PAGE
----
• Yolen, Jane.  How Do Dinosaurs Get Well Soon? Can’t go wrong with dinosaurs.  Plus, I get to whine.
  • Wilson, Karma.  Bear Feels Sick. I love all of these bear books.  The refrain “And the bear feels sick” allows the kids to join in, building narrative skills.  I do a LOT of question-asking during storytime (dialogic reading!) and we talk about why bear’s friends get sick (did you notice he doesn’t cover his sneeze in one illustration?).
  • Charlip, Remy.  Mother, Mother, I Feel Sick, Send for the Doctor, Quick, Quick, Quick! An oldie, but a very goodie.  Mom calls the doctor because her son has a stomach ache and looks like he’s swallowed a beach ball.  Turns out, he HAS swallowed a ball, along with a bunch of other non-food items!  There’s lots of opportunity for the kids to interact with the story here, as they get to figure out what the boy ate based on the sillouette-shadow-puppet illustrations.
  • Rostocker-Gruber, Karen.  Rooster Can’t Cock-a-dooodle-doo. When Rooster develops a sore throat he’s unable to wake the other animals and the farmer.  What will they do?  While the illustrations (totally silly, by the way) are a little smaller than I would usually choose for storytime, the story is so cute — especially when Farmer Ted sets Rooster up in a lawn chair with a cup of tea.
  • Tankard, Jeremy.  Boo Hoo Bird. I am a big fan of Bird, even though he is a bit of a drama king.  When playing catch with Raccoon, Bird gets bonked on the head.  His friends try all kinds of things to make him feel better — hugs, kisses, cookies, even a band-aid — but nothing works.  Not even the COOKIE, my friends.  What will they do to stop his crying?  A longer review I wrote can be found here. While techinically, this is not a book about being sick, it IS a story about getting well.  My storytime, my rules.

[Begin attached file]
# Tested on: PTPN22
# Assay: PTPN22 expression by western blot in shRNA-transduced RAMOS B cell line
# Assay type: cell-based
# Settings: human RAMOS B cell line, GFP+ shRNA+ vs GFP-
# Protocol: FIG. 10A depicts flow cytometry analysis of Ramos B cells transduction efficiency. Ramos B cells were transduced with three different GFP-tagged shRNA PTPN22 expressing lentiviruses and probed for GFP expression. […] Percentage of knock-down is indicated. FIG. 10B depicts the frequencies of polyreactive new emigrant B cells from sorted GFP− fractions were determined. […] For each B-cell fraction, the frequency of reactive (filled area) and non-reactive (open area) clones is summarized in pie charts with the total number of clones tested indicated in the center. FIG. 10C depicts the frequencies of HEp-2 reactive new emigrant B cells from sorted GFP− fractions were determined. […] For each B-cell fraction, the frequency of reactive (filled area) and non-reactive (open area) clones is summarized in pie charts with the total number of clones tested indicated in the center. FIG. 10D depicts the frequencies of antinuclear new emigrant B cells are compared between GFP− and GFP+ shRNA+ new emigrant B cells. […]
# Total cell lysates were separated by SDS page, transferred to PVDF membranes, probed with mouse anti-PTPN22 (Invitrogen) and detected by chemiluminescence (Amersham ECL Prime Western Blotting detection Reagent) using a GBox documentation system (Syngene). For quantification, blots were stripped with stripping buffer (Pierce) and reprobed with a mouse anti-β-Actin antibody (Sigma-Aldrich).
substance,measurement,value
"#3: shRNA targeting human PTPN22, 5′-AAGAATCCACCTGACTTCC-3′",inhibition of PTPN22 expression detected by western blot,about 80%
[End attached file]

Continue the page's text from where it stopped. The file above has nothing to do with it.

As a break in between the stories we share this action rhyme, which I found in the listing for the “Feeling Sick” box from the King County Library’s Books to Grow On service.  Sometimes, if the kids aren’t too young or too wiggly, after we say the rhyme we talk about the words in it that rhymed.  Practicing rhyming words is a great way for young kids to learn to hear the smaller sounds made up in words, which will help them sound out words when they start to read on their own:

Miss Polly had a dolly who was sick, sick, sick [hold hands over stomach as if ill]

So she called for the doctor to come quick, quick, quick [pretend to call]

The doctor came with her bag [pretend to hold bag handle] and hat [hand on head]

And she knocked on the door with a rat-a-tat-tat [knock on door]

She looked at the dolly and she shook her head [shake head]

She said, “Miss Polly, put her straight to bed.” [shake finger]

She wrote on the paper for a pill, pill, pill [pretend to write on paper]

“I’ll be back in the morning with my bill, bill bill [hold out hand]

I feel better already!  What are your favorite “sick” stories?